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Kali Puja

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About Kali Puja

Every year on the second day of the festival of Diwali, Kali Puja is observed, mainly in the eastern parts of India, including the states of West Bengal, Odisha and Assam and also in the neighbor country: Bangladesh. It is mostly the Bengalis who celebrate this day with maximum zeal and worship Goddess Kali.

Goddess Kali is the reincarnation of popular Hindu deity: Goddess Parvati, and thus, every year to pay tribute to her, the festival of Kali Chaudas is celebrated in eastern India.

This puja is also known as Shyama Puja or Mahanisha Puja. This festival according to the traditional Hindu calendar is observed in the month of Kartik, on the new moon day, and as per the Gregorian calendar, which is a Thursday and also happens to be the main day of the festival of Diwali, which is the biggest festival in the entirety of India.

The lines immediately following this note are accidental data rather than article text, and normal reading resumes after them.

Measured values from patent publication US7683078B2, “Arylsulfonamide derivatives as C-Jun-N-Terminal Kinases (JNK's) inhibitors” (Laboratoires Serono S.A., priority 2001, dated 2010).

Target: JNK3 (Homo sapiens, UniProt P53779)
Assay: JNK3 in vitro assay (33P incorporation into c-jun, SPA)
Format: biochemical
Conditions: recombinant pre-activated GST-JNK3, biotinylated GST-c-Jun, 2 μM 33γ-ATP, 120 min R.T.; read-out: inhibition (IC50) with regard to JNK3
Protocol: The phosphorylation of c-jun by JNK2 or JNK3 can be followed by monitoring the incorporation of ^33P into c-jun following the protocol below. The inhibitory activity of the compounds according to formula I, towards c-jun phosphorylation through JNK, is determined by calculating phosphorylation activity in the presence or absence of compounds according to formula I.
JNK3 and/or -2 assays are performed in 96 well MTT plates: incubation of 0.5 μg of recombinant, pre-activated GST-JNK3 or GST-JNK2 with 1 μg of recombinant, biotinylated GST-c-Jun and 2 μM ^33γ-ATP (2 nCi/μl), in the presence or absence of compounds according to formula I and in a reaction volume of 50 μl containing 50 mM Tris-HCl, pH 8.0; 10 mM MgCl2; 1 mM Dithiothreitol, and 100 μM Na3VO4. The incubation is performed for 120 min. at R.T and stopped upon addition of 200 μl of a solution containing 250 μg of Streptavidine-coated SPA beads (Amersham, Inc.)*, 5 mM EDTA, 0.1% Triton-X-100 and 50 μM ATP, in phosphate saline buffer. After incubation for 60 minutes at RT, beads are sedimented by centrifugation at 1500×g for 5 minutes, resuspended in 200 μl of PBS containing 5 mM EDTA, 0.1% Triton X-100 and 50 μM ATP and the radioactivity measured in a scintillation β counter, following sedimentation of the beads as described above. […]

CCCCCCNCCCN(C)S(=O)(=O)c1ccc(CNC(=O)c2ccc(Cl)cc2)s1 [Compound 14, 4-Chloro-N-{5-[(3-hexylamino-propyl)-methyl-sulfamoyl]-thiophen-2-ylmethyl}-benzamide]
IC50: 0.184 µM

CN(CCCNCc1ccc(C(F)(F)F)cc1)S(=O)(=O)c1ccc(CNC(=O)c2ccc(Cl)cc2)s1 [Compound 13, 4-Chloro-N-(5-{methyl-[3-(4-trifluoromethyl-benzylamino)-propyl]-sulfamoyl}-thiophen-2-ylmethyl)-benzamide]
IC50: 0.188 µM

While eastern India will observe Kali Puja on the 19th of October, other parts of the country would be observing the pan-Indian Lakshmi Puja in their homes and offices, as she is known as the goddess of wealth and prosperity.

The major highlights of Kali Puja celebrations include the ‘’bhog’’ which is the Prasad for the puja, served in almost every pandal that is set up to worship the goddess in various parts of eastern India.

This bhog includes dishes like Khichudi that is ‘’Khichdi’’, labra, luchi (pooris), as well as some vegetables. Once the puja gets concluded in the night, people get to savor on dishes like rice and goat-meat curry, as bhog in the night.

This year, the muhurat of the Kali Puja is as under:

19th October 2017, 00:13 a.m.—Amavasya Tithi begins

19th October 2017, 00:41 a.m—Amavasya Tithi ends

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